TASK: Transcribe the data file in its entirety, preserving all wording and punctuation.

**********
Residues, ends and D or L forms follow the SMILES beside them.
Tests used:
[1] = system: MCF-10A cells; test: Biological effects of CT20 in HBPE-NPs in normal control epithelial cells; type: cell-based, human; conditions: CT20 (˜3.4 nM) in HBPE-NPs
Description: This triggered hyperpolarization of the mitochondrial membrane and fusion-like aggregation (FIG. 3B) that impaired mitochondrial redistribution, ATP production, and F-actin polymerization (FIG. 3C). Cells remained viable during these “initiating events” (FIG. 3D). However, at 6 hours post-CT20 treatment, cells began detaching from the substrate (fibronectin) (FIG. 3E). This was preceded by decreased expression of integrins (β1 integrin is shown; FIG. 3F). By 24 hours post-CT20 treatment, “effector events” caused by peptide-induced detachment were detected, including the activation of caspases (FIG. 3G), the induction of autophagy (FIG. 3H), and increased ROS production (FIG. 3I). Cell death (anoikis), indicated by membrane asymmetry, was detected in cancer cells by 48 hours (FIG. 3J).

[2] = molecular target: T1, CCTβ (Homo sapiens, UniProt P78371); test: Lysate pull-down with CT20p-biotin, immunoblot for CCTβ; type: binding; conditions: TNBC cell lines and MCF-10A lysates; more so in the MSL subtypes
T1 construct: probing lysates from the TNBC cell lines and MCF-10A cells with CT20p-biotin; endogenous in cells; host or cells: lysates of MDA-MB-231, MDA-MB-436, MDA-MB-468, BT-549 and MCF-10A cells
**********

Residues, ends and D or L forms follow the SMILES beside them.
Tests used:
[1] = system: MCF-10A cells; test: Biological effects of CT20 in HBPE-NPs in normal control epithelial cells; type: cell-based, human; conditions: CT20 (˜3.4 nM) in HBPE-NPs
Description: This triggered hyperpolarization of the mitochondrial membrane and fusion-like aggregation (FIG. 3B) that impaired mitochondrial redistribution, ATP production, and F-actin polymerization (FIG. 3C). Cells remained viable during these “initiating events” (FIG. 3D). However, at 6 hours post-CT20 treatment, cells began detaching from the substrate (fibronectin) (FIG. 3E). This was preceded by decreased expression of integrins (β1 integrin is shown; FIG. 3F). By 24 hours post-CT20 treatment, “effector events” caused by peptide-induced detachment were detected, including the activation of caspases (FIG. 3G), the induction of autophagy (FIG. 3H), and increased ROS production (FIG. 3I). Cell death (anoikis), indicated by membrane asymmetry, was detected in cancer cells by 48 hours (FIG. 3J).

[2] = molecular target: T1, CCTβ (Homo sapiens, UniProt P78371); test: Lysate pull-down with CT20p-biotin, immunoblot for CCTβ; type: binding; conditions: TNBC cell lines and MCF-10A lysates; more so in the MSL subtypes
T1 construct: probing lysates from the TNBC cell lines and MCF-10A cells with CT20p-biotin; endogenous in cells; host or cells: lysates of MDA-MB-231, MDA-MB-436, MDA-MB-468, BT-549 and MCF-10A cells